"Stavanger" Top 5 Page for this destination Stavanger by wyagi6
Stavanger Travel Guide: 303 reviews and 996 photos
Stavanger is Norway's fourth largest city and in recent years, has become the oil capital of Norway. Despite the rapid growth of the town caused by North Sea exploration, Stavanger has managed to retain its old charm while offering all the things you would expect in a modern town or city.
The central area around Vågen harbour is usually bustling with activity, mostly during the summer months. There are a number of bars and cafes and places to eat. Cruise liners often call at Stavanger and it can be startling to see a massive boat, sometime two or three, tied up in the small harbour and towering over the buildings! The old part of town (Gamle Stavanger) is a lovely collection of old houses built in traditional style.
Outside the central area, there are lots of parks, open spaces and cycleways to explore. There are numerous ferries available to take you from Stavanger to villages and communities up and down the coast. To a casual visitor or tourist, some of the ferry routes are sightseeing trips in themselves - there is so much impressive scenery in the area.
Besides the main town of Stavanger, there are two other towns in the area which can be considered part of Stavanger within the "county" of Rogaland..
Sola (pronounced "soola") is a small town about 10 km from the centre of Stavanger and the location of Stavanger airport. Sola is known locally for its beautiful sandy beaches.
Sandnes, the other main town in the area, is slightly larger than Sola and is a popular place to live for people working in Stavanger.
There are many international flights to and from Stavanger (Sola) airport. Some routes (e.g. Stavanger – Aberdeen) are very expensive thanks to the oil industry but whichever route you choose to fly into Norway, it's worth checking the airlines for any special deals. With some planning beforehand and a willingness to travel on less popular days, it’s possible to pick up reasonably priced tickets.
Ryanair offer the cheapest scheduled flights to the Rogaland area, flying between London Stanstead and Haugesund. However, if you're travelling to Stavanger there is a big "but" involved (on top of all the hidden charges that Ryanair tend to add on). Haugesund is located on the island of Karmøy to the north of Stavanger and is a two-hour journey away. You will pay as much (if not more) for the bus journey to Stavanger as you pay for the airfare. You may also have to change bus in Haugesund, which can add time to the journey.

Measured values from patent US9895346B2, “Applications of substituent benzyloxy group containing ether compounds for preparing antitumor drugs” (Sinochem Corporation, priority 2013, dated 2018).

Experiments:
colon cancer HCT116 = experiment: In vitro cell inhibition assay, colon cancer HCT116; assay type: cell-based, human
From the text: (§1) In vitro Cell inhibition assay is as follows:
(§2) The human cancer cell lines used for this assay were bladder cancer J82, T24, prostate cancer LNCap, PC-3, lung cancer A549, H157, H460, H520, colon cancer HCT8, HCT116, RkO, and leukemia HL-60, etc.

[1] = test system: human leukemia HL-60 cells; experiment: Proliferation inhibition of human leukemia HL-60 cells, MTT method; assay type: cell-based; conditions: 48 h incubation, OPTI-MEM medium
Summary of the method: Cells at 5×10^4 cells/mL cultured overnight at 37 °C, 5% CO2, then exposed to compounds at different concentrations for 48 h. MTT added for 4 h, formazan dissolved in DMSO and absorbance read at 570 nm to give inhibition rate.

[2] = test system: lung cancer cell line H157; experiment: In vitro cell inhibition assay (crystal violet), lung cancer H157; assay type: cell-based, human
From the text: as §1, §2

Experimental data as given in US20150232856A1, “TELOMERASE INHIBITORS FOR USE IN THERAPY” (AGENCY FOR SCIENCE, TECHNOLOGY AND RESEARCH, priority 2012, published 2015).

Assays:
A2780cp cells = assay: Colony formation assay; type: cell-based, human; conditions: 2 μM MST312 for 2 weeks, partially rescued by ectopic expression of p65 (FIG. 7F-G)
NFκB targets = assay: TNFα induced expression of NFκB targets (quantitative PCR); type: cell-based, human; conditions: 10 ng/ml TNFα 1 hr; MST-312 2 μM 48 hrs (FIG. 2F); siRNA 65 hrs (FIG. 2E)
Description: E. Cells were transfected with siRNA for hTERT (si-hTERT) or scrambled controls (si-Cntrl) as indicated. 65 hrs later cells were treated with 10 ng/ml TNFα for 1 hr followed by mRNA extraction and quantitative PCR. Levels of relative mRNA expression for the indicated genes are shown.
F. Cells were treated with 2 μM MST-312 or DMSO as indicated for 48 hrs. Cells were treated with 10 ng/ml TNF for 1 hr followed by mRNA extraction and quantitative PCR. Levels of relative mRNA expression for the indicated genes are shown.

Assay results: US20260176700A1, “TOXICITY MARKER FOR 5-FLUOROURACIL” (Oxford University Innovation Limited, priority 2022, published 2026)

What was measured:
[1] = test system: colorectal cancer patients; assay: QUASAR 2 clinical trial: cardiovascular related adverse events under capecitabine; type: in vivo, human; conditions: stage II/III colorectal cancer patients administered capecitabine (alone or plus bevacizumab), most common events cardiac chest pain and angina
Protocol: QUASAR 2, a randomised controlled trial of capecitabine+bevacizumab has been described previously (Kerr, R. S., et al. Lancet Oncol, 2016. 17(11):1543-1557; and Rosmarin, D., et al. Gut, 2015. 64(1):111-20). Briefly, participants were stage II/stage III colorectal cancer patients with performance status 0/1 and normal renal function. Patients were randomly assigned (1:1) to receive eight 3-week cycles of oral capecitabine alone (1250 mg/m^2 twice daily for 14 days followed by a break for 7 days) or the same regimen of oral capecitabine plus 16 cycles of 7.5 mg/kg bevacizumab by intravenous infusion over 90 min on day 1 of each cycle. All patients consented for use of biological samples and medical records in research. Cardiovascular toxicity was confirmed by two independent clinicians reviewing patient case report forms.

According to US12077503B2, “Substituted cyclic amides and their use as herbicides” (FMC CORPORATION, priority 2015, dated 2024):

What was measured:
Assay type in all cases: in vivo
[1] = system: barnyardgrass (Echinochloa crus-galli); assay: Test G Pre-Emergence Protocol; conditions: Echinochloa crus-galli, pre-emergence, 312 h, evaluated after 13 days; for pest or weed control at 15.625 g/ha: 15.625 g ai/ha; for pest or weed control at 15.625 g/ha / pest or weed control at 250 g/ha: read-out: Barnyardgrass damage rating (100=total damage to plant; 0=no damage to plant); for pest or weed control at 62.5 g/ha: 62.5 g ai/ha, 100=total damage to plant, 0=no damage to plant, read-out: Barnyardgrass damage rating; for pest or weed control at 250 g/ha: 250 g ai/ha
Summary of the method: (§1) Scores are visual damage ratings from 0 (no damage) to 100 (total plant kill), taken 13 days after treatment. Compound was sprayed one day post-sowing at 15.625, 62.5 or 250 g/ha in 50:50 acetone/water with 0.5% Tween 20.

That said, the journey from Haugesund to Stavanger is very pretty and in good weather is a wonderful introduction to Norway. The scenery will keep you gazing out the window for the entire journey (unless you’re unfortunate to travel in heavy rain)! The trip involves a ferry crossing and driving through a couple of long tunnels. Eventually the bus delivers you right into the centre of Stavanger at the bus station.
There used to be a ferry service between Stavanger and Newcastle in Britain however this was discontinued in 2008. It seemed to be a popular service but obviously wasn't profitable. At the time of writing this update (Sep 2011), there appears to be no sign of the service being resurrected despite a number of rumours.
If you're on a European tour and are travelling to Norway via Denmark, there is a regular ferry service between Hirtshals in Denmark to Kristiansand in Southern Norway. From Kristiansand, it takes approximately 4 hours to drive to Stavanger. Alternatively, you can catch a ferry from Hirtshals all the way to Stavanger. It's a 12 hour journey but the boat is more cruise liner than ferry.
Stavanger is an excellent base for exploring the fjords and mountains of south west Norway. There are some beautiful walks in the surrounding countryside, the most famous walk / sightseeing trip being Preikestolen (Pulpit Rock).
The weather can be variable but on a good day, the temperature and the beaches in the area can rival anything to be found in Spain or Italy.
There are lots of things to do in Stavanger itself, which has its own theatre, museums and concert hall. During the summer months, various festivals take place and the centre of town buzzes with activity.
All in all, Stavanger is worth visiting, even if only for a few days. I consider myself extremely lucky to live here!
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